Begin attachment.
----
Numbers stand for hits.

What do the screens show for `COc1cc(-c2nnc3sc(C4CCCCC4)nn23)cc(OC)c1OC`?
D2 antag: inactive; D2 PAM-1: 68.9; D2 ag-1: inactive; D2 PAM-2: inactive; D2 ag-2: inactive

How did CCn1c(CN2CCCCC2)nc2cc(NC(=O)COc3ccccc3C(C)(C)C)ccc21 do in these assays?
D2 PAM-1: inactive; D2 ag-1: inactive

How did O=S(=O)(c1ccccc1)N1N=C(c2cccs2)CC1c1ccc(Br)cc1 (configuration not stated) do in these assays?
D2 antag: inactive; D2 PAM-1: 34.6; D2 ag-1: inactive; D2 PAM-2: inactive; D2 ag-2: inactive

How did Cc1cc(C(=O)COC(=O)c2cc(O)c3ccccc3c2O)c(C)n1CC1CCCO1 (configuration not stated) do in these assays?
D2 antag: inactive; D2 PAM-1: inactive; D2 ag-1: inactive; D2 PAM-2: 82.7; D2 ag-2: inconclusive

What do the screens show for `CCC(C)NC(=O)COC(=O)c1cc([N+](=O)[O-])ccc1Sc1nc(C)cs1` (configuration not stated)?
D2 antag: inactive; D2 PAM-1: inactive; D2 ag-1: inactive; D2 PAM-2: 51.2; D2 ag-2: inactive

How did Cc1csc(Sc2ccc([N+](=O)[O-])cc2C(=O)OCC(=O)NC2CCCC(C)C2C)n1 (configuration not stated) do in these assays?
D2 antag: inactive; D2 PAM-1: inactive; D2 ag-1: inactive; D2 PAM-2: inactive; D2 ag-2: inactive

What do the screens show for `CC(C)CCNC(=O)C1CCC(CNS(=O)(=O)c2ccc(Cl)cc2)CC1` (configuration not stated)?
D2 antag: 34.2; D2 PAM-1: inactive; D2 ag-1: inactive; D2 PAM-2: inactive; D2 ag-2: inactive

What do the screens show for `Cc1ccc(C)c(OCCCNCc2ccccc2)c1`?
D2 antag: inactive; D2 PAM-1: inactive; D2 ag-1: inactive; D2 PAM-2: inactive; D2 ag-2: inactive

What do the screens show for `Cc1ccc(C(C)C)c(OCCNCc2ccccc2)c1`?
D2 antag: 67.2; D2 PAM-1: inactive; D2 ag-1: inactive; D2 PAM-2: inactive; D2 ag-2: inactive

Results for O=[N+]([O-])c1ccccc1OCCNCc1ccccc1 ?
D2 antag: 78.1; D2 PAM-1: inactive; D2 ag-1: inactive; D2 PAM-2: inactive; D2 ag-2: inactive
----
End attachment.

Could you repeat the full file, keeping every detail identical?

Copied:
Numbers stand for hits.

What do the screens show for `COc1cc(-c2nnc3sc(C4CCCCC4)nn23)cc(OC)c1OC`?
D2 antag: inactive; D2 PAM-1: 68.9; D2 ag-1: inactive; D2 PAM-2: inactive; D2 ag-2: inactive

How did CCn1c(CN2CCCCC2)nc2cc(NC(=O)COc3ccccc3C(C)(C)C)ccc21 do in these assays?
D2 PAM-1: inactive; D2 ag-1: inactive

How did O=S(=O)(c1ccccc1)N1N=C(c2cccs2)CC1c1ccc(Br)cc1 (configuration not stated) do in these assays?
D2 antag: inactive; D2 PAM-1: 34.6; D2 ag-1: inactive; D2 PAM-2: inactive; D2 ag-2: inactive

How did Cc1cc(C(=O)COC(=O)c2cc(O)c3ccccc3c2O)c(C)n1CC1CCCO1 (configuration not stated) do in these assays?
D2 antag: inactive; D2 PAM-1: inactive; D2 ag-1: inactive; D2 PAM-2: 82.7; D2 ag-2: inconclusive

What do the screens show for `CCC(C)NC(=O)COC(=O)c1cc([N+](=O)[O-])ccc1Sc1nc(C)cs1` (configuration not stated)?
D2 antag: inactive; D2 PAM-1: inactive; D2 ag-1: inactive; D2 PAM-2: 51.2; D2 ag-2: inactive

How did Cc1csc(Sc2ccc([N+](=O)[O-])cc2C(=O)OCC(=O)NC2CCCC(C)C2C)n1 (configuration not stated) do in these assays?
D2 antag: inactive; D2 PAM-1: inactive; D2 ag-1: inactive; D2 PAM-2: inactive; D2 ag-2: inactive

What do the screens show for `CC(C)CCNC(=O)C1CCC(CNS(=O)(=O)c2ccc(Cl)cc2)CC1` (configuration not stated)?
D2 antag: 34.2; D2 PAM-1: inactive; D2 ag-1: inactive; D2 PAM-2: inactive; D2 ag-2: inactive

What do the screens show for `Cc1ccc(C)c(OCCCNCc2ccccc2)c1`?
D2 antag: inactive; D2 PAM-1: inactive; D2 ag-1: inactive; D2 PAM-2: inactive; D2 ag-2: inactive

What do the screens show for `Cc1ccc(C(C)C)c(OCCNCc2ccccc2)c1`?
D2 antag: 67.2; D2 PAM-1: inactive; D2 ag-1: inactive; D2 PAM-2: inactive; D2 ag-2: inactive

Results for O=[N+]([O-])c1ccccc1OCCNCc1ccccc1 ?
D2 antag: 78.1; D2 PAM-1: inactive; D2 ag-1: inactive; D2 PAM-2: inactive; D2 ag-2: inactive